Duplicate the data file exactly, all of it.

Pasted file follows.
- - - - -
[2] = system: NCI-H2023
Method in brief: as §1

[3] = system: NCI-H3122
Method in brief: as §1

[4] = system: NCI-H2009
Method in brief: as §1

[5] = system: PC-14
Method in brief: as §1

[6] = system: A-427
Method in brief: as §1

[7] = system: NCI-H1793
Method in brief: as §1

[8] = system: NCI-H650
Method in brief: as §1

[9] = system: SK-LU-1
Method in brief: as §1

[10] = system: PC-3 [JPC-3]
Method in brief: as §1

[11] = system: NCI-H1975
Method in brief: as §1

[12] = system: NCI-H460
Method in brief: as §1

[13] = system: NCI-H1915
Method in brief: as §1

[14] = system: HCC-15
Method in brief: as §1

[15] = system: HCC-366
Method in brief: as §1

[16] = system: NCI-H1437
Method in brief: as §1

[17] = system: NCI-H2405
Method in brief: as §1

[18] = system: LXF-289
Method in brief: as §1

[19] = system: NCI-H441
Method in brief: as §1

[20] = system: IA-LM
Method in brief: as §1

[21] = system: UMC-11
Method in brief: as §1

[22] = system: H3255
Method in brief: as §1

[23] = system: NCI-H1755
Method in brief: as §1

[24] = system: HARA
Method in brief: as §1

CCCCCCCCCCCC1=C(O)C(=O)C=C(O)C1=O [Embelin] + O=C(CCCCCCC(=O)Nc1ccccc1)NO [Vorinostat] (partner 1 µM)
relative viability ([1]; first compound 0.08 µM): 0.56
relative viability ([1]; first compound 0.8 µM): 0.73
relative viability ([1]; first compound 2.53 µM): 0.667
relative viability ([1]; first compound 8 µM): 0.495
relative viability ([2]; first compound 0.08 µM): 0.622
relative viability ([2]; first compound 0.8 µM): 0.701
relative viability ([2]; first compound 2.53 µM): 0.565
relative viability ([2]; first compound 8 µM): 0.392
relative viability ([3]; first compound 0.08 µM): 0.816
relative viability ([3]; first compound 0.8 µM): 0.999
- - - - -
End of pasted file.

[2] = system: NCI-H2023
Method in brief: as §1

[3] = system: NCI-H3122
Method in brief: as §1

[4] = system: NCI-H2009
Method in brief: as §1

[5] = system: PC-14
Method in brief: as §1

[6] = system: A-427
Method in brief: as §1

[7] = system: NCI-H1793
Method in brief: as §1

[8] = system: NCI-H650
Method in brief: as §1

[9] = system: SK-LU-1
Method in brief: as §1

[10] = system: PC-3 [JPC-3]
Method in brief: as §1

[11] = system: NCI-H1975
Method in brief: as §1

[12] = system: NCI-H460
Method in brief: as §1

[13] = system: NCI-H1915
Method in brief: as §1

[14] = system: HCC-15
Method in brief: as §1

[15] = system: HCC-366
Method in brief: as §1

[16] = system: NCI-H1437
Method in brief: as §1

[17] = system: NCI-H2405
Method in brief: as §1

[18] = system: LXF-289
Method in brief: as §1

[19] = system: NCI-H441
Method in brief: as §1

[20] = system: IA-LM
Method in brief: as §1

[21] = system: UMC-11
Method in brief: as §1

[22] = system: H3255
Method in brief: as §1

[23] = system: NCI-H1755
Method in brief: as §1

[24] = system: HARA
Method in brief: as §1

CCCCCCCCCCCC1=C(O)C(=O)C=C(O)C1=O [Embelin] + O=C(CCCCCCC(=O)Nc1ccccc1)NO [Vorinostat] (partner 1 µM)
relative viability ([1]; first compound 0.08 µM): 0.56
relative viability ([1]; first compound 0.8 µM): 0.73
relative viability ([1]; first compound 2.53 µM): 0.667
relative viability ([1]; first compound 8 µM): 0.495
relative viability ([2]; first compound 0.08 µM): 0.622
relative viability ([2]; first compound 0.8 µM): 0.701
relative viability ([2]; first compound 2.53 µM): 0.565
relative viability ([2]; first compound 8 µM): 0.392
relative viability ([3]; first compound 0.08 µM): 0.816
relative viability ([3]; first compound 0.8 µM): 0.999